The calcaneal apophysis is a growth center where the Achilles tendon and the plantar fascia attach to the heel. It first appears in children aged 7 to 8 years. By ages 12 to 14 years the growth center matures and fuses to the heel bone. Injuries can occur from excessive tension on the Achilles tendon and the plantar fascia, or from direct impact on the heel. Excessive stress on this growth center can cause irritation of the heel, also called Sever’s disease.
Symptoms usually arise between ages 9 to 13 in children who are active and participate in running or high impact sports. Heel pain develops slowly and occurs with activity and improves with rest. Some swelling might also be visible.
Exam findings reveal a tender heel with the achilles tendon and plantar fascia usually without pain. Tight achilles tendon contributes to this condition and may be noticed to be tight with restricted motion across the ankle joint. Although this is a clinical diagnosis, X-rays are usually taken to rule out other conditions causing heel pain such as stress fractures which can present similarly.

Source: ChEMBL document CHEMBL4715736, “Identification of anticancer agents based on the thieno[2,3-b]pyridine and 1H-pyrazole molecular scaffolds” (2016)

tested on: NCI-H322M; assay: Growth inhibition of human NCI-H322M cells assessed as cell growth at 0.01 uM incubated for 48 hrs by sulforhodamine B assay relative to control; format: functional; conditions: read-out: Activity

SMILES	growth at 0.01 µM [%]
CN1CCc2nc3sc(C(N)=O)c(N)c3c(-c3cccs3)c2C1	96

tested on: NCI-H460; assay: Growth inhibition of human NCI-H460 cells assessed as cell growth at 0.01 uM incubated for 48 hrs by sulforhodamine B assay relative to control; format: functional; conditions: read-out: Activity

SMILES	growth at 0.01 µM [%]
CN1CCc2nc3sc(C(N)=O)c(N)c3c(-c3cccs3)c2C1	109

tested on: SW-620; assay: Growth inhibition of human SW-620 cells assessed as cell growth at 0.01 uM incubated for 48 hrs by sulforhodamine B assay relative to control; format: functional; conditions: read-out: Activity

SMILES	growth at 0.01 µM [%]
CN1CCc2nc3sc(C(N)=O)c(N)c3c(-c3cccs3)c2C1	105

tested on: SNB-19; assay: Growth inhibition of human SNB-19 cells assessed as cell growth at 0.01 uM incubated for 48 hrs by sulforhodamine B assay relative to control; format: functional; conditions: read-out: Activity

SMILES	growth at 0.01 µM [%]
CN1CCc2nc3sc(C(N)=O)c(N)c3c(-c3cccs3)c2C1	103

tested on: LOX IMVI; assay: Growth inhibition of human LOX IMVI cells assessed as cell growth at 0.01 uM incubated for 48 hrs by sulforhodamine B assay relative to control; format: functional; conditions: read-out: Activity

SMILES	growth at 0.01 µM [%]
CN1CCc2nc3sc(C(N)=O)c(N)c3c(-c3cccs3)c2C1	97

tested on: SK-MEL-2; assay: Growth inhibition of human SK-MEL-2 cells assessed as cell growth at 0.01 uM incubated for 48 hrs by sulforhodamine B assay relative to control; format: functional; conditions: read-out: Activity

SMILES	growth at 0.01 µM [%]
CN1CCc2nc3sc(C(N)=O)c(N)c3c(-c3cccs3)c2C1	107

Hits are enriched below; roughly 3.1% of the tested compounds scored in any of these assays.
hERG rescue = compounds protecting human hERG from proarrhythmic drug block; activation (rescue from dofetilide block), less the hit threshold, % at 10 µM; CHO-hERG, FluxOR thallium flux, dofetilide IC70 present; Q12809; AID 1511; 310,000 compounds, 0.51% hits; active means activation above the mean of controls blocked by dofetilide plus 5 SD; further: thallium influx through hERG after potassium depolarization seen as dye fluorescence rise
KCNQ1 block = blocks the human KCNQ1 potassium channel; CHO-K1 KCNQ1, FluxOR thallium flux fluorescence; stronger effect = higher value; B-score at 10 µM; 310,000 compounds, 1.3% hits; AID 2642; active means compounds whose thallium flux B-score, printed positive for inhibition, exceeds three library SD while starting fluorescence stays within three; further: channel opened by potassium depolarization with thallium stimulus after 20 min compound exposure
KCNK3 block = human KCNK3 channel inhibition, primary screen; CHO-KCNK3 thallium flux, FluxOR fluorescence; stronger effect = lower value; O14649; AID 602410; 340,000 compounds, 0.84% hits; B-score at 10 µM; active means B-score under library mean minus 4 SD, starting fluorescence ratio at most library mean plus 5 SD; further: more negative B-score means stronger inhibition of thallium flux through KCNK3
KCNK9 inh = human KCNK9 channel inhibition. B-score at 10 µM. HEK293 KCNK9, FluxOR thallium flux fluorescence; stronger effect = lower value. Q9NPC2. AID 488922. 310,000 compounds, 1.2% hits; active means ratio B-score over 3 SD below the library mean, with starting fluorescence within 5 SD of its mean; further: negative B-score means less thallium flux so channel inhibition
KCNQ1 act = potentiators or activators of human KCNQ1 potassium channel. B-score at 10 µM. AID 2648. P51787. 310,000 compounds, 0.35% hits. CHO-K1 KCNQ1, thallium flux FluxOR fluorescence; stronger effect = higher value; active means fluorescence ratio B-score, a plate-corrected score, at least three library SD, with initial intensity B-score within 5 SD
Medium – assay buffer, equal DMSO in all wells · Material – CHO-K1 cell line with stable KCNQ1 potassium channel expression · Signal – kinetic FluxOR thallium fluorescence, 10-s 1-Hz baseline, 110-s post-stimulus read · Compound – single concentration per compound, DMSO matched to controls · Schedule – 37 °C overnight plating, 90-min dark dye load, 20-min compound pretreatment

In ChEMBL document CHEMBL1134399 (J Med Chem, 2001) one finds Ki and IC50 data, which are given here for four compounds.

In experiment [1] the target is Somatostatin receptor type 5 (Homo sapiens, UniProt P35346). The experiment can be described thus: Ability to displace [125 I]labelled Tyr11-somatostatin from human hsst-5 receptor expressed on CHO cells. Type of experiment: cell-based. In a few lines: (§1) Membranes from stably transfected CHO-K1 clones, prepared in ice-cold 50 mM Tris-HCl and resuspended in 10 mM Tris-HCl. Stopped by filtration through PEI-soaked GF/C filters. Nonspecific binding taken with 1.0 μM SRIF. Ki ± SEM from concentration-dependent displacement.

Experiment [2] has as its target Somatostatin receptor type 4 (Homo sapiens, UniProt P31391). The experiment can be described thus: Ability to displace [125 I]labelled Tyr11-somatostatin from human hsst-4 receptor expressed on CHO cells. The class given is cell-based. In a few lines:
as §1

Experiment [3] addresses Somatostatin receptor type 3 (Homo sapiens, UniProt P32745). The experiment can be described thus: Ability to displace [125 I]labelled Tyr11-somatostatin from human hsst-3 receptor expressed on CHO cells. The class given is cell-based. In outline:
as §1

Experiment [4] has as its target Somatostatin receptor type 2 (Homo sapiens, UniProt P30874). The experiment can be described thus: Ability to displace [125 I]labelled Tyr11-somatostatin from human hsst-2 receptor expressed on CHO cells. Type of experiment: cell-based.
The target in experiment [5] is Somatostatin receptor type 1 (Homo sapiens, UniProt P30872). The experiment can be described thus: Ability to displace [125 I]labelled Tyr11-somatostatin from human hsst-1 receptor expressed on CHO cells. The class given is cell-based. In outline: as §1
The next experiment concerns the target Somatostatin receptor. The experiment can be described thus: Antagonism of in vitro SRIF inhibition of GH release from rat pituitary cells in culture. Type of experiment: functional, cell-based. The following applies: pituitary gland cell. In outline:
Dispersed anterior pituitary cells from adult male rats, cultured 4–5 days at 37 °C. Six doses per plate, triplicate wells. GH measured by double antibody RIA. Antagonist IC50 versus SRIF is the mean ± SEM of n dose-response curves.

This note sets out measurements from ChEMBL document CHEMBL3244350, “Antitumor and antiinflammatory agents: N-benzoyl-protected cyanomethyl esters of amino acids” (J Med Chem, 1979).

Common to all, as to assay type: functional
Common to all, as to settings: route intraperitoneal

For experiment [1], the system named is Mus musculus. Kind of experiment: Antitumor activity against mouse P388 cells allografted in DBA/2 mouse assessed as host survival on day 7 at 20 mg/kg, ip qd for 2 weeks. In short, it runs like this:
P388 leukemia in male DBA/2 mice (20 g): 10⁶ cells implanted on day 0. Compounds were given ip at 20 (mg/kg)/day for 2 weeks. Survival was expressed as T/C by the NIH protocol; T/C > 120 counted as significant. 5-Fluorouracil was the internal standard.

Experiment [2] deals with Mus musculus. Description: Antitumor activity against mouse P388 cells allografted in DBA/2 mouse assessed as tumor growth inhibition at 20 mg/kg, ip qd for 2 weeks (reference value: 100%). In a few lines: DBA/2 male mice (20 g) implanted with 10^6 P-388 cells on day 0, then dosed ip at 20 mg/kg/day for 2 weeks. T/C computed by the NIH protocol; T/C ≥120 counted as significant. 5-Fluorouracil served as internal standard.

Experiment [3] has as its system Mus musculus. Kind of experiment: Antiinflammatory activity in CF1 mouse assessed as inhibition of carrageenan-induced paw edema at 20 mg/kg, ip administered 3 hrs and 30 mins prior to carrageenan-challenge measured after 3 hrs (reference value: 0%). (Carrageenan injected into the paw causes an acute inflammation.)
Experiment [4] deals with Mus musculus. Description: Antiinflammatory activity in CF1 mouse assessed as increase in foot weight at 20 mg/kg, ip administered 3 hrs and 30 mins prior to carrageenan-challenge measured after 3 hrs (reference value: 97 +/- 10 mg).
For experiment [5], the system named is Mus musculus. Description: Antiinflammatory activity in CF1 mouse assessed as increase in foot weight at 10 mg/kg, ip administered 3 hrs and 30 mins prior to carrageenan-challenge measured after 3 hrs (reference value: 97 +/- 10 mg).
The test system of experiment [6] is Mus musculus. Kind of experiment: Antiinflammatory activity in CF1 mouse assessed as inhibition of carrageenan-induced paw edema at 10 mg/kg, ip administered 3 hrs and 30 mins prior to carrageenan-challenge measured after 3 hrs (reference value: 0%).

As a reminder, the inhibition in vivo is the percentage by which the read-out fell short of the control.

Treatment entails Rest and Icing the affected area primarily. I usually place my patients in CAM
boot with heel protection. Oftentimes I will prescribe NSAIDs. Achilles tendon stretching exercises are also prescribed. With the above treatment the pain usually subsides and completely disappears once the apophysis has matured.
However, at time heel pain can mimic other conditions that have to be addressed differently. Make an appointment and let us look and see why your child is having pain and limiting there sports participation.